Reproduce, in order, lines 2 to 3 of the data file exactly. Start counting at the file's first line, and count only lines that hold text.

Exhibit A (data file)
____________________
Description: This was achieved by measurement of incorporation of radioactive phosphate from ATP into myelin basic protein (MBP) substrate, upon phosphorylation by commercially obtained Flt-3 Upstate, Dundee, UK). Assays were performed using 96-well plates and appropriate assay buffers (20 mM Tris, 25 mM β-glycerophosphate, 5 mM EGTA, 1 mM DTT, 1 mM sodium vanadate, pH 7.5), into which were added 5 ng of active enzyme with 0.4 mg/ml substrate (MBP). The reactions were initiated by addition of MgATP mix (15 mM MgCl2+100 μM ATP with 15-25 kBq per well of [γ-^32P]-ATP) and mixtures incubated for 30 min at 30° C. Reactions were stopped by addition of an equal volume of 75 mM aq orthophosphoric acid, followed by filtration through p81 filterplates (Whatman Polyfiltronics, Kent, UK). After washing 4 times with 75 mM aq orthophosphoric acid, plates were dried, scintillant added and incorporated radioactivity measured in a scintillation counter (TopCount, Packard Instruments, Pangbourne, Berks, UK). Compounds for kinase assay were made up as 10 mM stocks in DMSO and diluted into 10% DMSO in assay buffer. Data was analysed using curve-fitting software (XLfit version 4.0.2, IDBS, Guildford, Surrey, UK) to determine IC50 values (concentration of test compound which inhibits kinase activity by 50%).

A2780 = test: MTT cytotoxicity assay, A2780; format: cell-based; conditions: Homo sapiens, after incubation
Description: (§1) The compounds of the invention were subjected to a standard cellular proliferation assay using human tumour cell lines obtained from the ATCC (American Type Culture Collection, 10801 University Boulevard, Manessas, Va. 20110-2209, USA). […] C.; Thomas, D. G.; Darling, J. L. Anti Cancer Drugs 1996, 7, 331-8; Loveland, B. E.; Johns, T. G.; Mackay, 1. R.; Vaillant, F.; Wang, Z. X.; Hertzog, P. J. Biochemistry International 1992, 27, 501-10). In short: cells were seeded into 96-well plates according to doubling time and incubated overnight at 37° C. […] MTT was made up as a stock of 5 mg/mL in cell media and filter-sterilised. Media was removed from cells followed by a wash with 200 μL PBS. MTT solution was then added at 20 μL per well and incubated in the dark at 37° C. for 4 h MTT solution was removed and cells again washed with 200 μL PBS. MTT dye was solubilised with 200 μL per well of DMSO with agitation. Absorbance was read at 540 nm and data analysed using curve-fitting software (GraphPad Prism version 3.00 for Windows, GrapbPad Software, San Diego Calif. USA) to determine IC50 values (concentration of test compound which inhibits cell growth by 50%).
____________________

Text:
A2780 = test: MTT cytotoxicity assay, A2780; format: cell-based; conditions: Homo sapiens, after incubation
Description: (§1) The compounds of the invention were subjected to a standard cellular proliferation assay using human tumour cell lines obtained from the ATCC (American Type Culture Collection, 10801 University Boulevard, Manessas, Va. 20110-2209, USA). […] C.; Thomas, D. G.; Darling, J. L. Anti Cancer Drugs 1996, 7, 331-8; Loveland, B. E.; Johns, T. G.; Mackay, 1. R.; Vaillant, F.; Wang, Z. X.; Hertzog, P. J. Biochemistry International 1992, 27, 501-10). In short: cells were seeded into 96-well plates according to doubling time and incubated overnight at 37° C. […] MTT was made up as a stock of 5 mg/mL in cell media and filter-sterilised. Media was removed from cells followed by a wash with 200 μL PBS. MTT solution was then added at 20 μL per well and incubated in the dark at 37° C. for 4 h MTT solution was removed and cells again washed with 200 μL PBS. MTT dye was solubilised with 200 μL per well of DMSO with agitation. Absorbance was read at 540 nm and data analysed using curve-fitting software (GraphPad Prism version 3.00 for Windows, GrapbPad Software, San Diego Calif. USA) to determine IC50 values (concentration of test compound which inhibits cell growth by 50%).